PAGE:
Researchers discover new method to send data across fiber optic lines

By on May 28, 2013, 2:30 PM
internet, research, fiber optics, data, bell labs

High-speed Internet – I’m talking data links between continents – is already blazing fast compared to what most people are used to but researchers have found a way to make it even faster by improving the overall reliability of the signal.

The problem with traditional fiber optic lines is that they have to transfer data over a very long distance. Doing so means you’ll need a lot of power to help push the data along but in the process, interference (or noise) is added into the equation.

A common method of handling the interference is by inverting the noise to its phase conjugate. The entire process is most easily understood in relation to how noise-cancelling headphones work. These headphones are able to listen to the surrounding environment and create an inverse signal to help prevent the noise from being heard by the wearer.

It seems easy enough but implementing it into a network scenario is tough considering the infrastructure of the Internet. Such methods have been proposed but they are ultimately impractical and too expensive to deploy.

A researcher by the name of Xiang Liu and his associates discovered a method to make noise filtering easy. By sending the original data as well as the phase conjugate at the same time, interference in one wave is mirrored by the other and both are canceled out. Ultimately what this means is faster connections and better reliability.

To demonstrate this, the team recently sent data nearly 8,000 miles at speeds of 400Gbps with few errors. Less errors means more data can be sent as the originals wouldn’t have to be resent as often.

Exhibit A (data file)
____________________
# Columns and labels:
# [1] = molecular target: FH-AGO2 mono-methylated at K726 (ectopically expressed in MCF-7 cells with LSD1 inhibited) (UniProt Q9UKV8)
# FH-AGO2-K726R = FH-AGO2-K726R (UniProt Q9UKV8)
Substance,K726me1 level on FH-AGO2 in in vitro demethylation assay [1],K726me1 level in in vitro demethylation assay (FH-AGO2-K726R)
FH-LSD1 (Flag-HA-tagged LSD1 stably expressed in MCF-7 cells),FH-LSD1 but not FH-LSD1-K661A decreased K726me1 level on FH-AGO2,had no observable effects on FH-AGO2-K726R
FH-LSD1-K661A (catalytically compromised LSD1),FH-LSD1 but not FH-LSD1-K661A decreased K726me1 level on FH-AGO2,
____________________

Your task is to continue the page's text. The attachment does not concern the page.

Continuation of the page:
User Comments: 4

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Skidmarksdeluxe Skidmarksdeluxe said:

It sounds good. I'm all for anything that speeds up the internet except the cost from my back pocket.

1 person liked this | jonelsorel said:

Uhm.. this is using the exact same principle employed in balanced audio (XLR), humbucker pickups in electric guitars, etc..

cliffordcooley cliffordcooley, TechSpot Paladin, said:

I don't understand the concept of noise canceling a digital signal. When a digital signal is comprised of only 0's and 1's, how can you cancel out interference? It's not as if a third state in binary can be introduced to counter a stray signal.

Perhaps the answer lies within my confusion of phase conjugation.

Phase conjugation is a physical transformation of a wave field where the resulting field has a reversed propagation direction but keeps its amplitudes and phases.

Guest said:

The interpreted signal is digital (0's and 1's) but the real signal is analog. When noise is added a binary digit might be interpreted wrong so a dirty zero become a 1 an vice versa. Hope this helps :)

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